For the movie to work, it was also imperative that he had believable chemistry with his leading lady, and he had this in spades with Drew Barrymore. They a such a perfect match for each other that it is easy to forget that their attraction to each other is merely a by-product of good acting and writing.

However, the thing that really makes this movie stand out from the crowd is the supporting cast and 80s setting. There is no particular reason for The Wedding Singer to be set in the 80s but the decade of decadence makes the perfect setting for such a fluffy film. The fashion, the hairstyles, the music, the lame references to playing records on CD players... are perfect for The Wedding Singer.

The support cast is also top notch. I have always loved Allan Covert and his cameo appearances in Sandler's movies, but he finally gets a big role in The Wedding Singer. He is fantastic as the sleazy but loveable Sammy and it makes me wonder why he doesn't get more bigger roles. Christine Taylor is also great as Holly and Matthew Glave is wonderfully horrible as Glenn Gulia.

However, there must be a tie for the title of biggest show stealer. Ellen Albertini Dow is the rapping granny does well and Steve Buschemi has some truly bizarre and hilarious moments. Alexis Arquette is both disturbing and entertaining as George and he would have been the king (or queen) of the show stealers had it not been for the appearance of Billy Idol.

Idol's acting ability seems tested despite the fact he is playing himself. However, his acting skills are nothing compared to the girl pictured above who has to pretend to find him attractive. Despite this, the final scene with Billy is a gem and still one of my favourites ever. So naturally, this is the clip I'm going to show for my latest Popcorn Movie Night selection.


Girls Just Want To Have Fun

If you ever watched Sex in the City and wondered who you need to blame for inflicting the world with Sarah Jessica Parker, then the casting agents of the 1985 popcorn movie Girls Just Want To Have Fun must shoulder some of the responsibility. After a supporting role as Rusty in Footloose, the pint-sized actress was 20 years old when she scored her first leading role in this dance-athon which was inspired by the Cyndi Lauper song.

As you might expect for a film based on a pop song, the plot is paper thin but good clean fun. Parker's fiesty leading lady Janey wants nothing more than to be a dancer on the highly originally named Dance TV. But can you believe it? Her strict Catholic father doesn't want to her throw her life away on something so lame. She probably should have listened to her Dad...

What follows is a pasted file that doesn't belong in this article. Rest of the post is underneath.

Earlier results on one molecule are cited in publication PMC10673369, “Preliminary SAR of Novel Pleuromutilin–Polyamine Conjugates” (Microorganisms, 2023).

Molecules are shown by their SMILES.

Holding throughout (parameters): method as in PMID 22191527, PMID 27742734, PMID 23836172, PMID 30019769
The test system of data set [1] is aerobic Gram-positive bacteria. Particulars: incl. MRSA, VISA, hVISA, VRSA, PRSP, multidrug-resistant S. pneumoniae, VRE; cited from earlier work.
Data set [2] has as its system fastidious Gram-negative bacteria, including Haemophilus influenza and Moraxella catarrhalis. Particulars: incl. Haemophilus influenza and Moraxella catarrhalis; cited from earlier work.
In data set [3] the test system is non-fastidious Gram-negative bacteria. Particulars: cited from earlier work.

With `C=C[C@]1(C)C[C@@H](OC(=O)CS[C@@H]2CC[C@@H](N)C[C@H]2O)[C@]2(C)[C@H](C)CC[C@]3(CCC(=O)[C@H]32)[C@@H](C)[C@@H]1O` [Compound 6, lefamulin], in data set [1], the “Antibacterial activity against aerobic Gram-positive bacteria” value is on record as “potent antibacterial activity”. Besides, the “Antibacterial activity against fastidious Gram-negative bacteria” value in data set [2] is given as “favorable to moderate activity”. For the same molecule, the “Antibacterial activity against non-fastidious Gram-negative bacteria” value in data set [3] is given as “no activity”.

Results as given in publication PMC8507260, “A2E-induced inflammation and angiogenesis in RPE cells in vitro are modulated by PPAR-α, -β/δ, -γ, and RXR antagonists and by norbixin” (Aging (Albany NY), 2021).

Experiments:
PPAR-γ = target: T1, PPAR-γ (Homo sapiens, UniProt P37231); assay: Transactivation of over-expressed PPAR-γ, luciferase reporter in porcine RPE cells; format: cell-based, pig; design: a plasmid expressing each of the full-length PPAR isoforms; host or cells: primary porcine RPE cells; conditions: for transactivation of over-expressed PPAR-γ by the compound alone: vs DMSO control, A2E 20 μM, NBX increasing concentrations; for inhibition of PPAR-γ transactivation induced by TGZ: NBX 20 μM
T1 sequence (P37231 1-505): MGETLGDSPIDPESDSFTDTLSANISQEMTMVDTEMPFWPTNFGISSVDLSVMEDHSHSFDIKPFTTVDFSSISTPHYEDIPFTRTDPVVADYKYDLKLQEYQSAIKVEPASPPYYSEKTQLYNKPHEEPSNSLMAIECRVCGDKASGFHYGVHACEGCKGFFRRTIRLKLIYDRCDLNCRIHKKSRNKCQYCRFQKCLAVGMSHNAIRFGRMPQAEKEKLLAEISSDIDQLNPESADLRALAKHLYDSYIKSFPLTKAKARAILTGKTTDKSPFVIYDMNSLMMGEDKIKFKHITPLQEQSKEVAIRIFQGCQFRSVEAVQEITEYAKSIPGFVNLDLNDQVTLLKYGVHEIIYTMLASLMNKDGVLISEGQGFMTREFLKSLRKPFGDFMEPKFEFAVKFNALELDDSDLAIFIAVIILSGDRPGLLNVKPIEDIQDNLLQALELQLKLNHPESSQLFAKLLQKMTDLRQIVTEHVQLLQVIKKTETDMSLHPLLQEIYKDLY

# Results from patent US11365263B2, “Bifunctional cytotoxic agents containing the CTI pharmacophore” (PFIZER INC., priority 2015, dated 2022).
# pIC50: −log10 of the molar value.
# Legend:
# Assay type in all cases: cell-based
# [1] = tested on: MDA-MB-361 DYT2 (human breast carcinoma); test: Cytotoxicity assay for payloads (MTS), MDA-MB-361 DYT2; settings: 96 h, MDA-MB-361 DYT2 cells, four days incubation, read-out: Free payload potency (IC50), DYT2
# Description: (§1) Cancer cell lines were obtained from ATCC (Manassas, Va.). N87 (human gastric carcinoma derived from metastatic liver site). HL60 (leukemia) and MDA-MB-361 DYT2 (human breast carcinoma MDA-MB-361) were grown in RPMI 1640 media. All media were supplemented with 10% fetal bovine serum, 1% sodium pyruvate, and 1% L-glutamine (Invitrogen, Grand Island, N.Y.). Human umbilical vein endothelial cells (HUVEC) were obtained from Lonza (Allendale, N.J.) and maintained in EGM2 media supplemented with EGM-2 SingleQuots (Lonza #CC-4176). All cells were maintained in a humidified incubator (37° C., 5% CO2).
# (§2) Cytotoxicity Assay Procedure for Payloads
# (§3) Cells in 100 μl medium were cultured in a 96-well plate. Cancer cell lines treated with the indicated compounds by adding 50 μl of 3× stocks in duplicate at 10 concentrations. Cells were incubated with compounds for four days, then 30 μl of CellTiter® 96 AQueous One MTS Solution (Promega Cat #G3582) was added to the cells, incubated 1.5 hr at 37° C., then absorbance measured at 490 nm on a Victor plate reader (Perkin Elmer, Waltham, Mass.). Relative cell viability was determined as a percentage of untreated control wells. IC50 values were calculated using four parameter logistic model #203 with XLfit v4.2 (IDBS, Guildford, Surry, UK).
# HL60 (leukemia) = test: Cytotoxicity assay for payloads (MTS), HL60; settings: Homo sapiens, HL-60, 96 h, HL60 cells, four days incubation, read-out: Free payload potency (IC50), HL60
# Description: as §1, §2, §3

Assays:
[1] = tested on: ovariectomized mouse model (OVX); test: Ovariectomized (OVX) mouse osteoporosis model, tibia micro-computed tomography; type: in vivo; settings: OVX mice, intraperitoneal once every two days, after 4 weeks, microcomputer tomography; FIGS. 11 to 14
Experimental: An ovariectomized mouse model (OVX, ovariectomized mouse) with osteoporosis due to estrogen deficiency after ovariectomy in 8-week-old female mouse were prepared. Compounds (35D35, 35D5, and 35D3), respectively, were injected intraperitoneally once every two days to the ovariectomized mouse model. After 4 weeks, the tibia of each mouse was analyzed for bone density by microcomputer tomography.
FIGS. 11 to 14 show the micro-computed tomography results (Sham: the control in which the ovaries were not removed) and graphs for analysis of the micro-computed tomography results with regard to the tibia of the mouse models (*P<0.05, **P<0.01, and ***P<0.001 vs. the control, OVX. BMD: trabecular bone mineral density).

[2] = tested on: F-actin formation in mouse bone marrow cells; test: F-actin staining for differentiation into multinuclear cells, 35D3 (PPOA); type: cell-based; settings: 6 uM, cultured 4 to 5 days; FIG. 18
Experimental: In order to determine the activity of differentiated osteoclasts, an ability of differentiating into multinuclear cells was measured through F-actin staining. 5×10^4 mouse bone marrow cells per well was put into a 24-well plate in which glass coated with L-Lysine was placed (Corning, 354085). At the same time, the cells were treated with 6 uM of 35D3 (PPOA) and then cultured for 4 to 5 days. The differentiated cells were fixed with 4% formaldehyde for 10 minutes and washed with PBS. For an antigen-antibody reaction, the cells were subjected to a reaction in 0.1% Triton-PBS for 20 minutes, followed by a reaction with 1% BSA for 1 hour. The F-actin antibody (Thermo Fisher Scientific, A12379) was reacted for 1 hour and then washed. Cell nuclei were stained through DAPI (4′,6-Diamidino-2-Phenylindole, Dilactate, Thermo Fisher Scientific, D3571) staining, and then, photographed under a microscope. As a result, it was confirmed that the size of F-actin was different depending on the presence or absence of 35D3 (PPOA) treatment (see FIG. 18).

At the same time, resident bad (but pretty) boy Jeff, played by Lee Montgomery, who was at the tail-end of his child acting career and soon faded into obscurity, has a bizarre passion for dancing but his tough-nut Dad wants him to go to trade school instead. Helen Hunt also pops up as Janey's wacky best friend Lynne, whose velcro sleeved school shirt shows just how cool (or should I say radical?) she is.

Funnily enough Janey and Jeff get paired up at Dance TV auditions, wow the judges with some moderately well executed 80s dance steps (and much more impressive hair styles and fashion sense) and despite initally hating each other, end up romantically entwined while preparing for the big dance off at the end of the movie.

This movie is actually pretty fun to watch if you're an 80s child like myself. The presence of some big name stars strutting their stuff early in their careers is entertaining, as are the dance sequences which are propped up by some funny choreography but suffer from some very ordinary music. In its day, Girls Just Want To Have Fun obviously wasn't rated highly by the entertainment industry and as a result could not pick up any big name songs in its soundtrack. Even Cyndi Lauper's title song could only be included in the final credits.

A killer 80s soundtrack would have really tipped this movie into the must-see 80s classic zone occupied by Footloose, Ferris Bueller's Day Off and Dirty Dancing. However, as it stands, this is a worthy addition to the Popcorn Movie Night ranks.

Saturday, 25 August 2012

My Best Friend's Wedding

With one of my best friends getting married today, I thought this was a pretty good movie to include as a great Popcorn Movie Night suggestion. It's weird to think this was released 15 years ago because it stands up pretty well. Julia Roberts was in dire need of a hit movie after a number of pretty ordinary efforts and this movie signalled a return to form for the Pretty Woman. She plays the rather neurotic Jules who just happens to be in love with her best friend Michael (Dermott Mulroney in one of his first major roles).

However, like most romantic comedies, the stand out performances come from the support cast. In the case of this film Rupert Everett as George absolutely steals the show with one of the first roles I can remember that poked fun at gay people while also making them ultra-cool at the same time.

Cameron Diaz is also very impressive as Kimberley, the girl that Michael is going to marry. Before this role she had never done anything more than just be a pretty face, but her turn as the ditzy but loveable Kimmy was the first time we saw her comic ability.

Like most romantic comedies, this movie is highly predictable but a lot of fun, and will keep most guys happy as well. The real thing that sets this movie apart from the crowd is the inspired move to use exclusively Burt Bacharat songs on the soundtrack. And including "I Say A Little Prayer" and "I Just Don't Know What To Do With Myself" as live performances during the movie provide to of the more memorable moments, with Cameron Diaz's karaoke effort a fantastic Popcorn Movie Moment.